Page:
Thursday, December 31, 2009

Cassoulet Bainbridge Style

Today is my wedding anniversary and the gift I’ve asked of my dear husband is  that we cook New Years Eve dinner together. 

Our traditional NYE dinner is cassoulet and this year we’re recreating the cassoulet dinner we had in Castelnaudry, one of the most enjoyable meals we had during our month in Europe. 

The Menu

Fois Gras with toast and balsamic reduction.  Mixed greens tossed in a light vinaigrette. 


Peeled fresh grapefruit segments frozen just until the outside is crunchy and the inside is ice cold; a riff on grapefruit sorbet.

Followed by:

Cassoulet de Castelnaudary with Duck Confit and artisanal sausages.


Mini-three cheese course and profiteroles


I’ll update later with pictures and tasting notes.  Happy New Year and all the best to you and yours.

The update:  There was so much meat in the cassoulet we skipped the fois gras and went straight to the main event.  Tender white beans and meat ragout studded with Uli’s garlic sausage; smoked kielbasa and duck confit (purchased in France this summer and stored until this special night).  Stunned by the food and champagne we retired to the hot tub and watched fireworks, then finished our meal:   frozen grapefruit; crunchy with ice crystals exploding with juice in each bite.

New Year's Eve 100 The finished product.

New Year's Eve 080 Built by layers.  First a layer of beans, then a layer of meat.

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Then another layer of beans…

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Topped by fresh bread crumbs drizzled with duck fat.  This is a rich and hearty meal…I have no idea how I managed to eat this entire menu  fois gras to profiteroles last summer in France.

For this recipe; click here:

Cassoulet in Castelnaudary.

Wednesday, December 30, 2009

Golden Anniversary

Today is my parent’s 50th wedding anniversary. It is a rare and wondrous achievement and proves what I’ve always known:  My parents are rare and wonderful people.

Mom says it doesn’t seem like they’ve been married fifty years but then reflects on the world events and global changes they’ve seen together:  five children grown,  Man walking on the moon,  computers in every home (to list just a few).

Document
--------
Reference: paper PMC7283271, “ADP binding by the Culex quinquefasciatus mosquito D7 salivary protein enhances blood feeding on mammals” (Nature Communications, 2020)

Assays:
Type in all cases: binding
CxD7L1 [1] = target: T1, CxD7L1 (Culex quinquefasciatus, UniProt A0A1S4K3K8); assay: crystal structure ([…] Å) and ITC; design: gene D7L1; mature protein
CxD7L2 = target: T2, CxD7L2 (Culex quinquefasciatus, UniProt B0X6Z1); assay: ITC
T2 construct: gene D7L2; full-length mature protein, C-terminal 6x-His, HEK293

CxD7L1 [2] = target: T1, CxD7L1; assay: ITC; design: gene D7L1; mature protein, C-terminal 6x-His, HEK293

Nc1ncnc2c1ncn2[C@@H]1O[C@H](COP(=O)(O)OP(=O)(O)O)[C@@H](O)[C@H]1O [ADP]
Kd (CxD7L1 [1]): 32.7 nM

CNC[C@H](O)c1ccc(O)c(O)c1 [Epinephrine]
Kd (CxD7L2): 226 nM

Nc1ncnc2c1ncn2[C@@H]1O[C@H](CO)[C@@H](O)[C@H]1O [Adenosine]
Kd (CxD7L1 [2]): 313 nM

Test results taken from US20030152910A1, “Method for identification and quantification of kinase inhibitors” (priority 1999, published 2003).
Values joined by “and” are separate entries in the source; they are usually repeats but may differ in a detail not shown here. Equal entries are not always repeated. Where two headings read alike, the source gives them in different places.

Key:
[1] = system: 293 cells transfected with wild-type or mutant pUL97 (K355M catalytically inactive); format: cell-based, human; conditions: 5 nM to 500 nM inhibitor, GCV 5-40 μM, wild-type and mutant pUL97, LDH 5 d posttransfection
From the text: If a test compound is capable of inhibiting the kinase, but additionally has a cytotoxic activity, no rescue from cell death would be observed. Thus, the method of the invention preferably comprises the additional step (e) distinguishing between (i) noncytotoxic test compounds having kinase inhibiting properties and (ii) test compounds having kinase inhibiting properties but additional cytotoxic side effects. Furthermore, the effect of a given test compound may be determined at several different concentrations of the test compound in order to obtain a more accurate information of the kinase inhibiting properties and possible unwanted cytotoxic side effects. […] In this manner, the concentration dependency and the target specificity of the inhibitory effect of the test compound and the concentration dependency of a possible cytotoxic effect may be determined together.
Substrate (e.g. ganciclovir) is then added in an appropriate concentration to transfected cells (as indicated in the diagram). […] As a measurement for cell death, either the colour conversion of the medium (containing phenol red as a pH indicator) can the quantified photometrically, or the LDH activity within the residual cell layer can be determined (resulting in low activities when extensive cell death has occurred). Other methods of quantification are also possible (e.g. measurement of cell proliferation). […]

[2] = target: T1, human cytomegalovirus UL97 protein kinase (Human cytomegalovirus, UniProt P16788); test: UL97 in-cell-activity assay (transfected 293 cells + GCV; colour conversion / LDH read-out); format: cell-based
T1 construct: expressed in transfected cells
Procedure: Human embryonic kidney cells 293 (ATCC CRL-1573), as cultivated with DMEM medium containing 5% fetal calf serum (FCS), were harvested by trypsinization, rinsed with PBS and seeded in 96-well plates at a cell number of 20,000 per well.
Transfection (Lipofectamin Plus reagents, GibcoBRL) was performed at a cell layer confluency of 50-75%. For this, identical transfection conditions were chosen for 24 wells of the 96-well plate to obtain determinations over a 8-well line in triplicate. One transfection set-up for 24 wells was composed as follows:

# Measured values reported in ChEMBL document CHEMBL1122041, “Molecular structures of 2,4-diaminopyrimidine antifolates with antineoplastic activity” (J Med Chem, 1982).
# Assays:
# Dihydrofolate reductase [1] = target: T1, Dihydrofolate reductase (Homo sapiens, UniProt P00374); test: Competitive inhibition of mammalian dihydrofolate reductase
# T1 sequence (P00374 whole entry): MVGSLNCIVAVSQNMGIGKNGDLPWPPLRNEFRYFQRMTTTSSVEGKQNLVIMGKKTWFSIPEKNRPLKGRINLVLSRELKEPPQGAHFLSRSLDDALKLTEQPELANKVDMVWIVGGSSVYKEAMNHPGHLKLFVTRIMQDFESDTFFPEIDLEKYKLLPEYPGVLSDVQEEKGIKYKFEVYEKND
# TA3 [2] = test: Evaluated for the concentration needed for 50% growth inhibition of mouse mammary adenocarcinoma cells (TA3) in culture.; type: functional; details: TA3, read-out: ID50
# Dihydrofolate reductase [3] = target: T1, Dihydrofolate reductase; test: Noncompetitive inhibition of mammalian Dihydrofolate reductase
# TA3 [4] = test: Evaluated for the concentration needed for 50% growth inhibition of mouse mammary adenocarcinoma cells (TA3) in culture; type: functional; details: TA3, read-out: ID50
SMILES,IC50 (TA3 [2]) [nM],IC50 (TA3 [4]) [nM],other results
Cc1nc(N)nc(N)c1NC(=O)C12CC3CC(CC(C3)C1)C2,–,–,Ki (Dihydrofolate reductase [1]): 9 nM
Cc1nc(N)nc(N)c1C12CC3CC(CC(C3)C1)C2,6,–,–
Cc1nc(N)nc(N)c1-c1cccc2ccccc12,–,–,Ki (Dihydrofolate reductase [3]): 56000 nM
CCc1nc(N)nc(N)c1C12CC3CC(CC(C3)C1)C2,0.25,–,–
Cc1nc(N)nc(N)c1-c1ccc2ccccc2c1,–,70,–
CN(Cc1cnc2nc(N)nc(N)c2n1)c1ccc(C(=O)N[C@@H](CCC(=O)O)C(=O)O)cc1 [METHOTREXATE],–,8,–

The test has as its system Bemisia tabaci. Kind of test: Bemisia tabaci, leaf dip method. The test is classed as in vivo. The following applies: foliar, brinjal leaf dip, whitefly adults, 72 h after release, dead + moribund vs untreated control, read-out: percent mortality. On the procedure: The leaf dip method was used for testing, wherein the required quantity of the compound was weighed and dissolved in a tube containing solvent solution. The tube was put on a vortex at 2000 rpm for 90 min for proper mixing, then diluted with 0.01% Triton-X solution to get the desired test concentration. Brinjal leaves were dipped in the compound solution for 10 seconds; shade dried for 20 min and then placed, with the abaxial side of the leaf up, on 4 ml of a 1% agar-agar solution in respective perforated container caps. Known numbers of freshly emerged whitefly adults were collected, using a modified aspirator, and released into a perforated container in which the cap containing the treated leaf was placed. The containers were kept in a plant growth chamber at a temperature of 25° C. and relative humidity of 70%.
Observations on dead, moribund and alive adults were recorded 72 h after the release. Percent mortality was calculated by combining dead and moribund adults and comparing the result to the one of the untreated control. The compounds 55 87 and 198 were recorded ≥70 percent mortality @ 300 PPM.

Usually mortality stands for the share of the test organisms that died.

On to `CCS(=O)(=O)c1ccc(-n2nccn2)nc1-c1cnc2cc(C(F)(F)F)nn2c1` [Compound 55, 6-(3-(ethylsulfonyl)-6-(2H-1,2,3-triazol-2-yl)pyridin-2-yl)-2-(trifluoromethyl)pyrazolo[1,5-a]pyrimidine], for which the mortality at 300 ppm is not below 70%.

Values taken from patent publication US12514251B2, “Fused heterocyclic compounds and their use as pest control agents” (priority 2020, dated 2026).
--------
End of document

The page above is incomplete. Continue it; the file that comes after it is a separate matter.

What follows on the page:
My mom’s family is long lived and loyal.  Her grandparents were separated by her grandmother’s passing just months short of their 60th wedding anniversary. Her parents celebrated their fiftieth and would have seen their 60th had not cancer intervened. 

My father’s parents were married until the day his father died.  Dad is witty and kind and has a certain nobility about him and he cherishes my mother; just the way I remember Grandpa Herb and Grandma Frances.  Sometimes while I’m stirring a pot at the stove Ross comes up and hugs me from behind just the way my dad does with my mom.  It makes me happy to think that maybe, just maybe with luck and health we’ll be them someday.

Happy Anniversary Mom and Dad.  I love you.

Sunday, December 20, 2009

Oh Fudge; revisited.

Whew.  Recovering from family holiday fest.  My mother made three kinds of fudge.  Sampled all weekend and still can’t pick a favorite.  I give you all three recipes (including the fudge disaster recipe, now totally foolproof):

Peanut Butter Fudge

2 cups sugar

½ cup milk

1 1/3 cups peanut butter

1 jar (7 ounces) marshmallow creme

In saucepan bring sugar and milk to a boil; boil for three minutes. Add peanut butter and marshmallow creme; mix well. Quickly pour into a buttered 8 inch square pan; chill until set. Cut into squares. Yield 3-4 dozen bite sized pieces.


Chocolate Fudge

4 ½ cups sugar

1 can Carnation evaporated milk (12 ounces)

2 sticks butter

3 teaspoon vanilla

2 large bags chocolate chips (mom uses milk chocolate chips)


Mix sugar and milk in a saucepan. Bring to hard boil and boil for 6 minutes. Remove from heat and stir in butter, vanilla and chocolate chips. Pour in 9X13 pan and refrigerate until cool.


White Chocolate Peppermint Fudge

From: A Taste of Home

1-1/2 teaspoons plus 1/4 cup butter, softened, divided

2 cups sugar

1/2 cup sour cream

12 ounces white baking chocolate, chopped

1 jar (7 ounces) marshmallow creme

1/2 cup crushed peppermint candy

1/2 teaspoon peppermint extract

Line a 9-in. square pan with foil. Grease the foil with 1-1/2 teaspoons butter; set aside.

In a large heavy saucepan, combine the sugar, sour cream and remaining butter. Cook and stir over medium heat until sugar is dissolved. Bring to a rapid boil; cook and stir until a candy thermometer reads 234° (soft-ball stage), about 5 minutes.

Remove from the heat; stir in white chocolate and marshmallow creme until melted. Fold in peppermint candy and extract. Pour into prepared pan. Chill until firm.

Using foil, lift fudge out of pan. Gently peel off foil; cut fudge into 1-in. squares. Store in the refrigerator. Yield: 2 pounds.

Monday, December 14, 2009

Oh… Fudge!

One must have stunning failures before achieving great success. 

I think I ruined a perfectly nice All Clad Stainless steel pan this afternoon.  My mom’s “foolproof” fudge recipe turned to carbon before my eyes and super-glued itself to my pan.  The house smells like burned marshmallows and I wince each time I approach the kitchen sink and the charred remains.

Guess I’ll finish the dishes tomorrow.

Does anyone have a foolproof fudge recipe?

Thursday, December 10, 2009

Butternut Squash Ravioli with Handmade Pasta

This, too was part of our Food Friday challenge and since none of us had fresh lasagna sheets tucked away in our freezers (the challenge was to make a meal with the contents of our pantries) we made the pasta from scratch.  Kudos to Veni who patiently and painstakingly made 36 perfect butternut squash raviolis:




Then made fettuccine with the leftovers.

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Making pasta is not for the faint of heart.  If you posses a pasta roller perhaps you disagree, but from where I was sitting (drinking wine and sneaking bits of fresh apple cake), it looked pretty hard.